I set up the Nano next to an original Anova sous vide, and timed how long each heated 5.5 quarts of water to 160 degrees Fahrenheit from a starting temperature of 75 degrees. I used a quick-read thermometer to verify that both machines had hit their mark, and found both were within half a degree of their temperature readings.

Although the original remained a few degrees ahead of the Nano for much of the time, the Nano jumped ahead, and hit the desired temperature in 25 minutes, 3 minutes before the original Anova. Like the older model, it beeped both when the water reached the desired temperature, and when the cooking was done. While not blaring, it was loud enough so that I could hear it from an adjacent room in my house.

I then placed a boneless chicken breast in each container, and cooked them for 1 hour. Although the internal temperature of both was the same — about 155 degrees — the chicken cooked in the Nano was slightly more done; the chicken from the original Anova was a bit juicier. Both were delicious.


The Anova Nano uses the same app as all other Anova sous vide machines, and the app has continued to evolve over the years. Now, the app is organized into three sections: My Recipes (where you can save favorite recipes), Guides and Recipes. The Guides section has a bunch of handy programs to the best times and temperatures to cook various things, from different  meats, to eggs, fish and vegetables. What's nice is that there are photos to show the effect of cooking something for a certain time at a certain temperature. For example, if you like your chicken a little more cooked, you would choose 160 degrees for 1 hour, but if you wanted it to be very soft and juicy, you would select 140 degrees for 2 hours.

MORE: Innit App Makes Google Assistant Your Personal Sous Chef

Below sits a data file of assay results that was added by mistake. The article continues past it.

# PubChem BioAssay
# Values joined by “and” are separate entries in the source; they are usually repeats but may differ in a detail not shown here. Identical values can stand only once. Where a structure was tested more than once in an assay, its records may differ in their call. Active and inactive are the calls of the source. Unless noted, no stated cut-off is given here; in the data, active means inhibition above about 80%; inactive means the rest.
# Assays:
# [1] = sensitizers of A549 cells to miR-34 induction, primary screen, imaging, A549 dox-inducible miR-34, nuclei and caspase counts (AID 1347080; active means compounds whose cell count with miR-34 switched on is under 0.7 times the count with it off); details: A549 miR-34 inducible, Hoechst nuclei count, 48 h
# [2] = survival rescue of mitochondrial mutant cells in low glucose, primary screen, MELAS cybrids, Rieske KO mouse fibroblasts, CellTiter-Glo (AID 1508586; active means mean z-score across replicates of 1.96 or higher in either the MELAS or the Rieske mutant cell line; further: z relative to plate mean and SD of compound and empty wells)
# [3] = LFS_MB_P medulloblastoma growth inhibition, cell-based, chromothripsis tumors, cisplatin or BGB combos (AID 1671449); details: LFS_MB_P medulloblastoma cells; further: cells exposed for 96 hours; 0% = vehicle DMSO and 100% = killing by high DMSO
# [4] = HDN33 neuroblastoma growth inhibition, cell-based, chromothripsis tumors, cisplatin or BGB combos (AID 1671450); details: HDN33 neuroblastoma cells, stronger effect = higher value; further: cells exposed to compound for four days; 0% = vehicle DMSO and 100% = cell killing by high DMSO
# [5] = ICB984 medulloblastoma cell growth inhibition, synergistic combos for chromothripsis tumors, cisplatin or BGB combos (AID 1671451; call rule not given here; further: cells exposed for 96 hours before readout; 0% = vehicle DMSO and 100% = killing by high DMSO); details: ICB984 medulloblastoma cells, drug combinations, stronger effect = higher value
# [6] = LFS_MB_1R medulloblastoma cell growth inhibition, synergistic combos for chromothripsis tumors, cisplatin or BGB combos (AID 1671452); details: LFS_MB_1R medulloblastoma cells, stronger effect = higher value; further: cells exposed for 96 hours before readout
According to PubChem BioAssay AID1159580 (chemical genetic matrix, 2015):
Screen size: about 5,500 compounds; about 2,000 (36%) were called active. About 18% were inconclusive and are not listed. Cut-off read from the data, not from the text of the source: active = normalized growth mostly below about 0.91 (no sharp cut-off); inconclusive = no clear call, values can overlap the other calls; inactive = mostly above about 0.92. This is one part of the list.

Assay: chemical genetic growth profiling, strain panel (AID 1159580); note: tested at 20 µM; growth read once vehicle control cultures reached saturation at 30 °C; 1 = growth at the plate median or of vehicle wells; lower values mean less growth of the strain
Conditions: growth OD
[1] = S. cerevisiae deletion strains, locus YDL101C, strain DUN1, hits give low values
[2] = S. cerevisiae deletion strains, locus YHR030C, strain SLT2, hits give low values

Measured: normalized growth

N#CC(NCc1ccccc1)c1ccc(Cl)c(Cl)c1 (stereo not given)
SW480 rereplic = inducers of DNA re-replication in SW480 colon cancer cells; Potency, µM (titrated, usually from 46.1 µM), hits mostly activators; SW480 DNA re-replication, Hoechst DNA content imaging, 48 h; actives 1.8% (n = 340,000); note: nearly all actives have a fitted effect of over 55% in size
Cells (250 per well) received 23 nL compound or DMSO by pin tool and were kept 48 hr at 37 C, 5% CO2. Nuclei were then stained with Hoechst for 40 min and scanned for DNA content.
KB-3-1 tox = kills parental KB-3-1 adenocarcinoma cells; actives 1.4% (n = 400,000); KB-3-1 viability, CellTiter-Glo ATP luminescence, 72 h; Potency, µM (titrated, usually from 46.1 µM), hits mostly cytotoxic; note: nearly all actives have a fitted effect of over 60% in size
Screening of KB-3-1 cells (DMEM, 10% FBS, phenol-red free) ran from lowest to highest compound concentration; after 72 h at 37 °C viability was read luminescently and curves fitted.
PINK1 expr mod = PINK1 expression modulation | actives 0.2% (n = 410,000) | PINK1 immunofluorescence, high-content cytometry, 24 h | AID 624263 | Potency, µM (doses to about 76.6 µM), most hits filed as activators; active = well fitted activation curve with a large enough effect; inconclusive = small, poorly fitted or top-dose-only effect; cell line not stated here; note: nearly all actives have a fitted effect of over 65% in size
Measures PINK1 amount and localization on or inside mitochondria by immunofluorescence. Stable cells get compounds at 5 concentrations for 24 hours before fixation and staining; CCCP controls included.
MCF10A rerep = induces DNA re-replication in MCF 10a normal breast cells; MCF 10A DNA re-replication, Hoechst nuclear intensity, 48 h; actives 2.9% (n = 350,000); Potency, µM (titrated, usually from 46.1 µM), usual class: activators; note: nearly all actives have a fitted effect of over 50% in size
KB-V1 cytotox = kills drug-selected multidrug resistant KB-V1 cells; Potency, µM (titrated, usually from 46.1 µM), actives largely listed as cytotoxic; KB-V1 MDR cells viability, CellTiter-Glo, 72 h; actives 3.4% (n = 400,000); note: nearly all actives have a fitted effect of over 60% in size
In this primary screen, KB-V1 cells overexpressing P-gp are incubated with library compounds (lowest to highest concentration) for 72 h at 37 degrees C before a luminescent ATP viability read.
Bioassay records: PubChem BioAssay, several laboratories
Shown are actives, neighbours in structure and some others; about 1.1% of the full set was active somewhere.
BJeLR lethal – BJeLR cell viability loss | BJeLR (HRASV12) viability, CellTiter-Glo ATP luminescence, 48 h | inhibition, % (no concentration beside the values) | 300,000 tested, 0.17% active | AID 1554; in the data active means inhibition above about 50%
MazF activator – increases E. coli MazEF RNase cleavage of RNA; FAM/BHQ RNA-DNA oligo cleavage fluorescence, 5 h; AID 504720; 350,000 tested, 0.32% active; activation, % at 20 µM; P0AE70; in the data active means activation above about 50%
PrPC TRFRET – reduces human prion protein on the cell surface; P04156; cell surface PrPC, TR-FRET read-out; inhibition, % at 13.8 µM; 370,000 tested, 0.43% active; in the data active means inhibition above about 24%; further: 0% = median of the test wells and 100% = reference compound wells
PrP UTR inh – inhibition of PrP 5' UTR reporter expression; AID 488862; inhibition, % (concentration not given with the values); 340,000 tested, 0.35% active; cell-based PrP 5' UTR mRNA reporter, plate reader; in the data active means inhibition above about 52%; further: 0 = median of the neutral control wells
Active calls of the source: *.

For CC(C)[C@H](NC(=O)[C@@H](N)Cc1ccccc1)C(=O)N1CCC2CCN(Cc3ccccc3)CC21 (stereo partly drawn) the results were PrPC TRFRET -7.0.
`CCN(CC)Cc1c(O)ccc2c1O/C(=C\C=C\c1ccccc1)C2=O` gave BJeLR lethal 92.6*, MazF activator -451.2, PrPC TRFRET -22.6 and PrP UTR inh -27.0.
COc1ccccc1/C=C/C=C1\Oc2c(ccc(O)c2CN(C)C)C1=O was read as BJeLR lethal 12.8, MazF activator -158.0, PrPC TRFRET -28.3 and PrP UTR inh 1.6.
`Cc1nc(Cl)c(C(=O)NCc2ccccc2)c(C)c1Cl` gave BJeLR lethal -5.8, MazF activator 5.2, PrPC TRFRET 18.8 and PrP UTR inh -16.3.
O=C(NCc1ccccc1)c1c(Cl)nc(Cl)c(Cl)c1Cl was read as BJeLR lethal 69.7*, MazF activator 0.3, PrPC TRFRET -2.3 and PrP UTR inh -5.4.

The Recipes section is filled with curated recipes from food writers, bloggers and chefs, including J. Kenji Lopez-Alt from Serious Eats.

Bottom line

If you already have one of Anova's sous vide machines, there's no reason to upgrade to the Nano, but if you're interested in this cooking technology, there's no better place to start than with the $99 Nano. It's easy to use with or without your smartphone, but if you do pair the device with your phone, Anova's app offers a pantry full of recipes and guides that will help you make the most out of the Nano.

Credit: Tom's Guide

Mike Prospero
U.S. Editor-in-Chief, Tom's Guide

Michael A. Prospero is the U.S. Editor-in-Chief for Tom’s Guide. He oversees all evergreen content and oversees the Homes, Smart Home, and Fitness/Wearables categories for the site. In his spare time, he also tests out the latest drones, electric scooters, and smart home gadgets, such as video doorbells. Before his tenure at Tom's Guide, he was the Reviews Editor for Laptop Magazine, a reporter at Fast Company, the Times of Trenton, and, many eons back, an intern at George magazine. He received his undergraduate degree from Boston College, where he worked on the campus newspaper The Heights, and then attended the Columbia University school of Journalism. When he’s not testing out the latest running watch, electric scooter, or skiing or training for a marathon, he’s probably using the latest sous vide machine, smoker, or pizza oven, to the delight — or chagrin — of his family.